Ambitious PHL policies needed to cut investment costs for low-carbon transportation, says lTF
By Arjay L. Balinbin, Multimedia Editor
LEIPZIG, Germany — The Philippines can reduce the cost of investment required for its core infrastructure to shift towards low- and zero-emission transportation if it starts to implement more ambitious policies, according to experts from the International Transport Forum (ITF).
“[This will] require a combination of complementary policies that successfully avoid unnecessary transport activity, shift more trips from fuel-burning to no-carbon transport, and improve the efficiency of transport generally,” said ITF Secretary-General Young Tae Kim during a briefing on Wednesday.
The core transport infrastructure, such as rail lines, roads, and ports, are needed to cater to future demand, according to the ITF’s latest global outlook report.
Implementing more ambitious policies now would lead to a decrease in average core infrastructure investment as a percentage of gross domestic product for Southeast Asian countries, including the Philippines, to around 1.7% from 1.8% between 2019 and 2050, the report said.
The ITF serves as a policy think tank for all modes of transport. It is an arm of the Organisation for Economic Co-operation and Development.
Measures in the current ambition scenario, according to the ITF, include policies or technological developments aimed at replacing internal combustion engine (ICE) vehicles, demand management and encouraging mode shift, investing in attractive and sustainable alternatives to private cars, and improving efficiency and operations to reduce carbon intensity.
“All transport decarbonization measures currently in place and already committed to will reduce global transport CO2 by only 3% by 2050,” the organization said in its report. “The transport sector would miss by a wide margin the reduction needed to keep climate change in check.”
If action to decarbonize transport is ratcheted up and accelerated, ITF said the transport sector can still reduce its carbon emissions by about 80% over the next 25 years compared to 2019.
“This drop would put transport on the right path for limiting the global temperature increase to ‘well below’ 2 degrees Celsius above pre-industrial levels, the goal of the Paris Climate Agreement,” it added.
The high-ambition scenario model proposed by the ITF includes targets to cease the sale of ICE vehicles for both passenger and freight road fleet, as well as the implementation of sustainable aviation fuel and the adoption of zero-emission fuel for maritime shipping.
“It will be absolutely essential to quickly scale up cost-competitive technologies and fuels to move people and goods with far, far fewer emissions. We can do all this if we take more decisive action now,” the ITF’s Mr. Kim said.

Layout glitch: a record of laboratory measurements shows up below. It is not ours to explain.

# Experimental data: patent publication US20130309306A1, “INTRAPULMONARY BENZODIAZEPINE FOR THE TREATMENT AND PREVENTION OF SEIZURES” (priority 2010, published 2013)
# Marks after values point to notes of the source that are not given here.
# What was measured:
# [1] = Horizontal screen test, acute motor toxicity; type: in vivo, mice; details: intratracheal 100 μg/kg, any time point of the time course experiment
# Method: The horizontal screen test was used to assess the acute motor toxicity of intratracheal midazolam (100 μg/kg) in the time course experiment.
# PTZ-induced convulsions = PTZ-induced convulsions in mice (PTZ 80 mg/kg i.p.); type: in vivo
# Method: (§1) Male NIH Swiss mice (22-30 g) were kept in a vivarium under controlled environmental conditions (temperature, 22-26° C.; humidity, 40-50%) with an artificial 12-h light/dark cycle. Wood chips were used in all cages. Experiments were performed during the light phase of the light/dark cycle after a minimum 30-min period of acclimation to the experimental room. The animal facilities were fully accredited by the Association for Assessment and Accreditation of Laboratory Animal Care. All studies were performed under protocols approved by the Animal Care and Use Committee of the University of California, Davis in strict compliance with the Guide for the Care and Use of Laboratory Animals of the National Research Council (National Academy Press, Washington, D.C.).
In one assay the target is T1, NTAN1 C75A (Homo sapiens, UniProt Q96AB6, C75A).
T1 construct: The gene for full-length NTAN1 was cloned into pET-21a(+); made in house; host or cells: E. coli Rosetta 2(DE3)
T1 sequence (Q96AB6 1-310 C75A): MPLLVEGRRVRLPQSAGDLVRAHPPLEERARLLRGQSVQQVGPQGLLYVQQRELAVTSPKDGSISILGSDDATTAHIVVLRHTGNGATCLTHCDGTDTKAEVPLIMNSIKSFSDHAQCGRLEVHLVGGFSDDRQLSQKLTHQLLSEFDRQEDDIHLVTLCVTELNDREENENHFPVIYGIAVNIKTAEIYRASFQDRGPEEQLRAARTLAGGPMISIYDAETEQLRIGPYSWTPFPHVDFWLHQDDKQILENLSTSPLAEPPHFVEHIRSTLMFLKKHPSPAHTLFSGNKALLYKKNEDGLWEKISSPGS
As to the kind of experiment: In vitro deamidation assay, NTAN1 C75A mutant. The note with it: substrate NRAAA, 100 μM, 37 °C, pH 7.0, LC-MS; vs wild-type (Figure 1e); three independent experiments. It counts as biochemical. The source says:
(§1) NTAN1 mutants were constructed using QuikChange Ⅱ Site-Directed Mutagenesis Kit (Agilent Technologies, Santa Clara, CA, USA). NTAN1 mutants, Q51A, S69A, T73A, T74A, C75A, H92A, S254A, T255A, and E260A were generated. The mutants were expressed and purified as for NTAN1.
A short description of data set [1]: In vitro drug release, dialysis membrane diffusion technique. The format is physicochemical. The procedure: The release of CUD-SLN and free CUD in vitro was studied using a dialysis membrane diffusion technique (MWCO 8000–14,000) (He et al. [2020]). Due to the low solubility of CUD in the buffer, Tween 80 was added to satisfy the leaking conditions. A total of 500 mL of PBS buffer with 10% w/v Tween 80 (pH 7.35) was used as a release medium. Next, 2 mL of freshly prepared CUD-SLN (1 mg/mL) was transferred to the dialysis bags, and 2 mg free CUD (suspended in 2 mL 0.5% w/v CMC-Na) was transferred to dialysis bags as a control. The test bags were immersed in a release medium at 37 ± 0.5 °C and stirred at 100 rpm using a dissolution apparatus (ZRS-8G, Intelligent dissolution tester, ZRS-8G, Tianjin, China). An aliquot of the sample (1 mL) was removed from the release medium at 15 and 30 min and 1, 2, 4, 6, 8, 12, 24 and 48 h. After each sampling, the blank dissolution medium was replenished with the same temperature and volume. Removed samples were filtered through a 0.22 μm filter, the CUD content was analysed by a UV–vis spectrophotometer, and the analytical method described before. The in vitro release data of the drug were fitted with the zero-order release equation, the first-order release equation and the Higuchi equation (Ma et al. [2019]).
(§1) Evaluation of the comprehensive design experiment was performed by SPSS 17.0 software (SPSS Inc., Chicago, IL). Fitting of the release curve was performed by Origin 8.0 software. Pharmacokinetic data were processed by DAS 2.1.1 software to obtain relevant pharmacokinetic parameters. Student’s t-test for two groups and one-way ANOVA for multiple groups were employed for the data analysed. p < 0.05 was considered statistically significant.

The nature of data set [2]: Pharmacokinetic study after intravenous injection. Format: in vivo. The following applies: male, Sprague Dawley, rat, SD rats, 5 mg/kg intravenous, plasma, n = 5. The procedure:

FREIGHT TRANSPORT STUDYAn ITF study on decarbonizing pathways for freight transport in the Philippines is set to be released in June, ITF Data and Policy Analytics team leader Guineng Chen told BusinessWorld.
He said that the study was conducted in response to the pandemic, which severely impacted global logistics, with the goal of providing policy recommendations to ensure the resilience of the Philippine freight transport sector in the future.
Sought for comment, transport expert Rene S. Santiago said in a Viber message: “Banning the sale of ICE vehicles will promote industries of the global north and make us import-dependent.”
“With our power supply heavily coal-dependent, that would give the facade of green — but in reality not be carbon neutral,” he added.
Mr. Santiago also noted that the Philippines is “many years away in realizing its public utility vehicle (PUV) modernization program, which is less ambitious than full transition to electric vehicles (EVs).”
For his part, Infrawatch PH convenor Terry L. Ridon said that while the country has a role in climate action, it does not have the same responsibility as developed economies to immediately implement measures to stem the warming of the planet.
“However, we should be able to implement climate strategies that can realistically be implemented today given the limitations of current Philippine economic growth,” he said in a Viber message.
He noted that EV adoption remains in its nascent stages, as the economic justification for the public to opt for such vehicles “does not yet exist, despite new government incentives to expedite the purchase of EVs.”
“There is also no certainty of a continuing supply of EVs into the country if ICE vehicle sales are ended, due to the fact that, unlike major economies, we do not produce our own electric vehicles,” he added.
He said that there may be broader prospects for EV adoption for PUVs, as the government may provide significant subsidies to help PUV operators to acquire new EVs.
“This is particularly relevant if the government includes emissions-free buses as part of its EDSA busway requirements,” Mr. Ridon added.
The Philippine government should also continuously engage with its foreign partners to study emerging technologies and practices in various sectors, he said.
According to the ITF, Transport Secretary Jaime J. Bautista has expressed interest in joining the organization, which will enable the Philippines to benefit from the policies and best practices of other member nations.
Only eight out of its 64 member countries are from Asia, including Cambodia, China, Japan, South Korea, and India. Last year, Cambodia became the first Southeast Asian country to join the ITF.